National Newswatch
National Opinion Centre

Coverage and analysis of events in the modern era are so fast paced that we can almost be forgiven for casting aside stories that were so impactful only a few years ago.  One of these narratives was central enough to the Canadian context that it consumed years of front-page interest until it was suddenly relegated to distant memory.

The conflict in Afghanistan cost Canada billions of dollars and took the lives of 158 Canadian soldiers.  Over 2000 soldiers were wounded, some in serious condition.  Seven Canadian civilians were also killed — a diplomat, four aid workers, a government contractor and a journalist.  By the time it was all over and Canada had pulled out of Afghanistan on March 15, 2004, Canadians, their politicians, and their journalists were ready to move on.  The promises to the Afghan people in those early years of 9/11 receded in our collective memory.

The problem is that the issues of Afghanistan won’t go away, especially where the Taliban are concerned.  Their campaign to fill in the vacuum left following the west’s departure has gone on non-stop, and the results have been devastating.

Almost the entire Afghan population – 98% – is short of food, and starvation is spreading.  The former British politician and now head of the International Rescue Committee, David Milliband, recently stated that hunger could kill more Afghans than the war did.  He reminds anyone who will listen that this isn’t your typical rich vs. poor scenario.  Virtually everyone in the country is hungry.  That’s how much the Taliban has devastated the country’s economy and its capacity to rebuild.

Western nations, in part from the collective guilt experienced by abandoning a country in crisis, have poured millions in humanitarian aid since their departure, Canada among them.  But such influxes of assistance can do little when a government remains unconcerned, and an economy has tanked.

Despite the Taliban’s assurance that girls could continue to attend secondary schools, Taliban leaders recently reversed that decision, leaving thousands of girls with no hope for advancement.  Rapes and beatings continue, unchallenged.  Part of the reason we hear so little of this chaos can be linked to the violent detention of journalists and the closing of media outlets.

And now, it has been published that the Taliban has shut down the country’s human rights commission, closing off hopes of redress from lawless government crimes.  It didn’t end there.  Also closed were the high council for national reconciliation, the national security council, and the commission for overseeing the implementation of the Afghan constitution.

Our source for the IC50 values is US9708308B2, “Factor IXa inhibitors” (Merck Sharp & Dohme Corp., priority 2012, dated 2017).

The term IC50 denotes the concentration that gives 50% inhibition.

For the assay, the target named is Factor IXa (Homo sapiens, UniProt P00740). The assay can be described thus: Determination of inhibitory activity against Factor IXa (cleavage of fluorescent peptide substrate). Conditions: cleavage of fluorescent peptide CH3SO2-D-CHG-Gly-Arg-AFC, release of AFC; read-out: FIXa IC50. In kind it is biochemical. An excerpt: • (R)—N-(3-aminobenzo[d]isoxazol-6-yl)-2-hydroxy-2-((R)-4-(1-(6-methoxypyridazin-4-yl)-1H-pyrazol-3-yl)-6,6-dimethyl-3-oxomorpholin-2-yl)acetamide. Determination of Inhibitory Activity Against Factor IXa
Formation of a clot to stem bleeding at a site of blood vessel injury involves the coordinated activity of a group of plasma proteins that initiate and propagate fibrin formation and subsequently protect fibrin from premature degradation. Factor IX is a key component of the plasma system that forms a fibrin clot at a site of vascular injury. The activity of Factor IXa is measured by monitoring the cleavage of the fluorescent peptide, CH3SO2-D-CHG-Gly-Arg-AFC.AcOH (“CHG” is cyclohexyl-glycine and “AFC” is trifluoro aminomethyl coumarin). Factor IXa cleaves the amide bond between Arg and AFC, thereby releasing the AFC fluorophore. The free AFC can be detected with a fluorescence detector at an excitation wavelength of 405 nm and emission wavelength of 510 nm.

These are serious developments, harbingers of a barbarous age ahead.  A stream of commentators has repeatedly noted that these were the injustices the western military coalition promised to defeat during their occupation.  Some progress was made in those years, but now all bets are off as the nation recedes into the same darker age from which it had hoped to emerge.

It remains essential to talk about such developments since so many sacrifices were made by soldiers, civilians, journalists and Canadian taxpayers in what became this country’s longest war.  Serious efforts were put into freeing that distant country from oppression but, of course, that only works in such tumultuous situations if nations stick around to guarantee success.  That didn’t happen, and memories of those promises have been eclipsed by financial and environmental challenges and the crisis in Ukraine.

Afghanistan was a dedicated venture by Canada to push back the darker forces.  It wasn’t a victory, but it has become a lesson that promises made might not be promises kept and that the fallout can be just as severe, if not worse, than what preceded it.  We can only hope that similar mistakes are not made in our participation with Ukraine’s fight for survival.

Glen Pearson was a career professional firefighter and is a former Member of Parliament from southwestern Ontario. He and his wife adopted three children from South Sudan and reside in London, Ontario. He has been the co-director of the London Food Bank for 35 years. He writes regularly for the London Free Press and also shares his views on a blog entitled “The Parallel Parliament“. Follow him on twitter @GlenPearson.
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